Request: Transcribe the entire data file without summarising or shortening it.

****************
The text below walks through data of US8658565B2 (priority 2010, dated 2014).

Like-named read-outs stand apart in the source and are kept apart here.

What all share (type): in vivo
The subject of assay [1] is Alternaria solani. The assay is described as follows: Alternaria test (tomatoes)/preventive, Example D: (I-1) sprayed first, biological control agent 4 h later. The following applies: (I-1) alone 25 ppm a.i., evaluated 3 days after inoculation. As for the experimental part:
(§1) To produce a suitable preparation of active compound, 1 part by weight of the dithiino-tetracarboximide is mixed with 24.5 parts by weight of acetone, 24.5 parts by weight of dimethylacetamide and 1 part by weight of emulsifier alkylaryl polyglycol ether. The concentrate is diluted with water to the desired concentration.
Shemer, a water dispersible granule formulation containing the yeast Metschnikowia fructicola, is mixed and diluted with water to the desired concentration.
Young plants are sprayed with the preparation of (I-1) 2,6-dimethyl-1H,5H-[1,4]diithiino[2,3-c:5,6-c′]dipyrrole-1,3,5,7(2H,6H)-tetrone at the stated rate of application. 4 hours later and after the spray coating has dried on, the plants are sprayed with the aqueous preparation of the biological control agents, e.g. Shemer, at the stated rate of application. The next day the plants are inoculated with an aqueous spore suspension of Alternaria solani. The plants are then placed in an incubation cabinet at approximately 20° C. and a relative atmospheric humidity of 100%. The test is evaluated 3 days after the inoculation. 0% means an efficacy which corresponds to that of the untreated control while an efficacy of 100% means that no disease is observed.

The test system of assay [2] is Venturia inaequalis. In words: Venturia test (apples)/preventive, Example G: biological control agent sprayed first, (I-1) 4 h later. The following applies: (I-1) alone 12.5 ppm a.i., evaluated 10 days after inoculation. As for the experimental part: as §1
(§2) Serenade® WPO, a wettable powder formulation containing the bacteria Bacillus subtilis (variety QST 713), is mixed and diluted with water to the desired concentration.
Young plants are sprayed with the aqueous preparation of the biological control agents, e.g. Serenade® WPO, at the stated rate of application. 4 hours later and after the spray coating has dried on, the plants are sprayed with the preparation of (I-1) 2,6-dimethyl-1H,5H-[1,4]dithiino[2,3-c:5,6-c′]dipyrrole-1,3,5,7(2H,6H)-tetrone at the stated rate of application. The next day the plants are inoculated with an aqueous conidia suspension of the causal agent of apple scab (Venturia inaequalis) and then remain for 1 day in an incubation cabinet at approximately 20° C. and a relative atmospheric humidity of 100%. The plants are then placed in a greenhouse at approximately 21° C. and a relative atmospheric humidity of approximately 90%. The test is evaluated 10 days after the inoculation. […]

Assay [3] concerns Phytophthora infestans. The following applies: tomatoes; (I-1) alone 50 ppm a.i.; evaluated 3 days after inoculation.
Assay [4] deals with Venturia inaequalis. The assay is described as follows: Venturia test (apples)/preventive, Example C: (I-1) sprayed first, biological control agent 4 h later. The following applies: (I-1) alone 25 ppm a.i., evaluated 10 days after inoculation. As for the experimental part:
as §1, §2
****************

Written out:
The text below walks through data of US8658565B2 (priority 2010, dated 2014).

Like-named read-outs stand apart in the source and are kept apart here.

What all share (type): in vivo
The subject of assay [1] is Alternaria solani. The assay is described as follows: Alternaria test (tomatoes)/preventive, Example D: (I-1) sprayed first, biological control agent 4 h later. The following applies: (I-1) alone 25 ppm a.i., evaluated 3 days after inoculation. As for the experimental part:
(§1) To produce a suitable preparation of active compound, 1 part by weight of the dithiino-tetracarboximide is mixed with 24.5 parts by weight of acetone, 24.5 parts by weight of dimethylacetamide and 1 part by weight of emulsifier alkylaryl polyglycol ether. The concentrate is diluted with water to the desired concentration.
Shemer, a water dispersible granule formulation containing the yeast Metschnikowia fructicola, is mixed and diluted with water to the desired concentration.
Young plants are sprayed with the preparation of (I-1) 2,6-dimethyl-1H,5H-[1,4]diithiino[2,3-c:5,6-c′]dipyrrole-1,3,5,7(2H,6H)-tetrone at the stated rate of application. 4 hours later and after the spray coating has dried on, the plants are sprayed with the aqueous preparation of the biological control agents, e.g. Shemer, at the stated rate of application. The next day the plants are inoculated with an aqueous spore suspension of Alternaria solani. The plants are then placed in an incubation cabinet at approximately 20° C. and a relative atmospheric humidity of 100%. The test is evaluated 3 days after the inoculation. 0% means an efficacy which corresponds to that of the untreated control while an efficacy of 100% means that no disease is observed.

The test system of assay [2] is Venturia inaequalis. In words: Venturia test (apples)/preventive, Example G: biological control agent sprayed first, (I-1) 4 h later. The following applies: (I-1) alone 12.5 ppm a.i., evaluated 10 days after inoculation. As for the experimental part: as §1
(§2) Serenade® WPO, a wettable powder formulation containing the bacteria Bacillus subtilis (variety QST 713), is mixed and diluted with water to the desired concentration.
Young plants are sprayed with the aqueous preparation of the biological control agents, e.g. Serenade® WPO, at the stated rate of application. 4 hours later and after the spray coating has dried on, the plants are sprayed with the preparation of (I-1) 2,6-dimethyl-1H,5H-[1,4]dithiino[2,3-c:5,6-c′]dipyrrole-1,3,5,7(2H,6H)-tetrone at the stated rate of application. The next day the plants are inoculated with an aqueous conidia suspension of the causal agent of apple scab (Venturia inaequalis) and then remain for 1 day in an incubation cabinet at approximately 20° C. and a relative atmospheric humidity of 100%. The plants are then placed in a greenhouse at approximately 21° C. and a relative atmospheric humidity of approximately 90%. The test is evaluated 10 days after the inoculation. […]

Assay [3] concerns Phytophthora infestans. The following applies: tomatoes; (I-1) alone 50 ppm a.i.; evaluated 3 days after inoculation.
Assay [4] deals with Venturia inaequalis. The assay is described as follows: Venturia test (apples)/preventive, Example C: (I-1) sprayed first, biological control agent 4 h later. The following applies: (I-1) alone 25 ppm a.i., evaluated 10 days after inoculation. As for the experimental part:
as §1, §2